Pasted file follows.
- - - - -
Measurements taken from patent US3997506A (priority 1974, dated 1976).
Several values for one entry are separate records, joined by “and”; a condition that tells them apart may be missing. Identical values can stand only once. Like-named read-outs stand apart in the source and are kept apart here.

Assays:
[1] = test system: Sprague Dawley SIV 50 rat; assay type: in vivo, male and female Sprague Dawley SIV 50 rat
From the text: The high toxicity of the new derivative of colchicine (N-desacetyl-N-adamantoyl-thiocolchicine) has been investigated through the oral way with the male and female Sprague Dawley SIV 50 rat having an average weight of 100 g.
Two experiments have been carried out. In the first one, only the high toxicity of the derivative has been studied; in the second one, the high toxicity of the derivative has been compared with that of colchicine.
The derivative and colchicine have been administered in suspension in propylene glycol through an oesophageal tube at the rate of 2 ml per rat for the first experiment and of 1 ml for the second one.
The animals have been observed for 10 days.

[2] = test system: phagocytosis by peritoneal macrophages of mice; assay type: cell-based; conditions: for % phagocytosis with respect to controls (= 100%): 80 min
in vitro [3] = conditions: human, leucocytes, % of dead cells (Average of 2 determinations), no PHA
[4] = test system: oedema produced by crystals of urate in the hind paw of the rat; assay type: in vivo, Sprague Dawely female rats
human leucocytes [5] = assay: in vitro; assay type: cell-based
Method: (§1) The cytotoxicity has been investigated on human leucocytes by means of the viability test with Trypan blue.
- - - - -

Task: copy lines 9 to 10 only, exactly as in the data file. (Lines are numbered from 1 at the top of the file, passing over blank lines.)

[2] = test system: phagocytosis by peritoneal macrophages of mice; assay type: cell-based; conditions: for % phagocytosis with respect to controls (= 100%): 80 min
in vitro [3] = conditions: human, leucocytes, % of dead cells (Average of 2 determinations), no PHA